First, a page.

Feds putting $2 billion behind Louisiana methanol plant with carbon capture

Contained oil surrounds CITGO Petroleum Corp.'s waste oil holding tanks near Lake Charles, La., after leaking from the facility into the Calcasieu Ship Channel last week. (AP Photo/Lake Charles American Press , Brad Puckett)
Lake Charles, La. is already home to a sprawling petrochemical and refining complex. (AP Photo/Lake Charles American Press , Brad Puckett)

WASHINGTON – A wave of federally-funded carbon dioxide is headed to Texas oil fields.

The Obama administration is the principal investor in a $3.8 billion methanol plant in Lake Charles, La. that will separate carbon dioxide out of its smokestack and put it in a pipeline bound for Texas where it will be used to speed up oil production.

Located 140 miles east of Houston, the plant will be the first methanol facility in the world to use carbon capture and the first in the United States to make methanol out of petcoke, a dirty byproduct of oil refining, according to the U.S. Department of Energy.

With a U.S. government guaranteed loan that could reach up to $2 billion, the project would also mark the first time the Department of Energy has loaned money to a fossil fuel project under its advanced energy program – given to technologies deemed promising but unable to secure investors in the private sector. Past loans have gone to projects like the Vogtle nuclear power plant in Georgia and the now infamous solar panel manufacturer Solyndra, which filed for bankruptcy in 2011.

“On the fossil, there have been various inquiries over the years, but this is the first project that came in and really worked all the way through,” said U.S. Energy Secretary Ernest Moniz. “I’m pleased we reached this stage on a big fossil project that is quite ambitious and quite novel.”

Following from last year’s Paris agreement on climate change, the Obama administration has been pressing to promote low carbon forms of energy. The process of separating carbon dioxide out from the smokestacks of power plants and industrial facilities remains prohibitively expensive.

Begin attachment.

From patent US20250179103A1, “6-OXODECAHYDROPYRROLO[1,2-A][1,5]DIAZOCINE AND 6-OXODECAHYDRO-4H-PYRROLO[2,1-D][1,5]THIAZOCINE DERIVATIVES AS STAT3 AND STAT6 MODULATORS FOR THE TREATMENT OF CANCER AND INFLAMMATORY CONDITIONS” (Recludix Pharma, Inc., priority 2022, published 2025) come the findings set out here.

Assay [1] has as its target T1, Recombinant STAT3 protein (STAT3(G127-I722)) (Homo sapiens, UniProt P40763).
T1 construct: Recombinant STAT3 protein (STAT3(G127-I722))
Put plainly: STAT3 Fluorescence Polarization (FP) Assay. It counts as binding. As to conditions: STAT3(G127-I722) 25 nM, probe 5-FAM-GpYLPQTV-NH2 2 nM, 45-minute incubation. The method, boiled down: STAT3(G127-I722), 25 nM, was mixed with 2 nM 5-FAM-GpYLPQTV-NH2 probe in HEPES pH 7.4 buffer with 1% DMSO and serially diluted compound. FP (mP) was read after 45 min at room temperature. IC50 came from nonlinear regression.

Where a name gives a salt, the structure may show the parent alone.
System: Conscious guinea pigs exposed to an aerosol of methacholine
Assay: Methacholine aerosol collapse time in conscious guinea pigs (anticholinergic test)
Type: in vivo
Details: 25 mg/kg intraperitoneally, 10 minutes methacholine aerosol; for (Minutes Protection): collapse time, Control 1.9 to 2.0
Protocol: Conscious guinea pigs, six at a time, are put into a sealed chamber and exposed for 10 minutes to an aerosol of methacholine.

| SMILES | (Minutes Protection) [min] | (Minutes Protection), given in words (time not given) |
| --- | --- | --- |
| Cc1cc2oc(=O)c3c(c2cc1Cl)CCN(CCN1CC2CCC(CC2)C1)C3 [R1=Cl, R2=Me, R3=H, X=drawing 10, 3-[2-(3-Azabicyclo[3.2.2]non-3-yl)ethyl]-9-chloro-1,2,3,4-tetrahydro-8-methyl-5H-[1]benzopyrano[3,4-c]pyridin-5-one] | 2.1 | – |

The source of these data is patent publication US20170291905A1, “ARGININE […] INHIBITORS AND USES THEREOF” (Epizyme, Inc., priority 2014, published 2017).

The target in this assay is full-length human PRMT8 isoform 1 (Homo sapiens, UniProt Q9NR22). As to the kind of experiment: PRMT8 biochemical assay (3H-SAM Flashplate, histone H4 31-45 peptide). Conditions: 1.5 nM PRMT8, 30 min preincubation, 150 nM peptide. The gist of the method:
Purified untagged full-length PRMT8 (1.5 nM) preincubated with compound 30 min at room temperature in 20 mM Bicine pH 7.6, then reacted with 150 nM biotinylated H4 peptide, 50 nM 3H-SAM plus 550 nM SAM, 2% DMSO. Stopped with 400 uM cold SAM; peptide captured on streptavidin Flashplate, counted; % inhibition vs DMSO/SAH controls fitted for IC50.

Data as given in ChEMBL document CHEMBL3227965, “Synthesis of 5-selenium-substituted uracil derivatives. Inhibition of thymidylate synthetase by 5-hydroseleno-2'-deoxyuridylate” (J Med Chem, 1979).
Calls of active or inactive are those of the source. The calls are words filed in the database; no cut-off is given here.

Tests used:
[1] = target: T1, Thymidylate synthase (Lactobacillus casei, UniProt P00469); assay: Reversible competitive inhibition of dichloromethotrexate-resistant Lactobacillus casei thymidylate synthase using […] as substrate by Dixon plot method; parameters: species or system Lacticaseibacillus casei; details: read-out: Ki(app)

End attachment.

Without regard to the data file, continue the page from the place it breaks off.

But the hope at the Energy Department is the Lake Charles project will be able to defray those high costs by selling carbon for use in enhanced oil recovery operations, in which drillers pump carbon dioxide underground into oil fields nearing the end of their lifespan.

The Department of Energy has already jump started carbon capture through grants to companies including NRG Energy, which is finishing up its Petra Nova project at the W.A. Parish coal plant south of Houston.

“We’re building it up,” Moniz said. “I still believe, as does the International Energy Agency, carbon capture will be a significant player.”

The Lake Charles project is headed by Houston businessman Donald Maley, the former vice president for energy investments at the financial firm Leucadia. When Leucadia passed on his proposal to build a similar project in Louisiana, Malley went out on his own and launched his own company this year, Lake Charles Holdings, according to the Energy Department.

A feedstock for the chemical industry, methanol production in the United States has been growing with the proliferation of cheap domestic natural gas in the hydraulic fracturing boom.

Earlier this year Houston-based G2X Energy began construction on a 1.6 billion methanol plant, also in Lake Charles.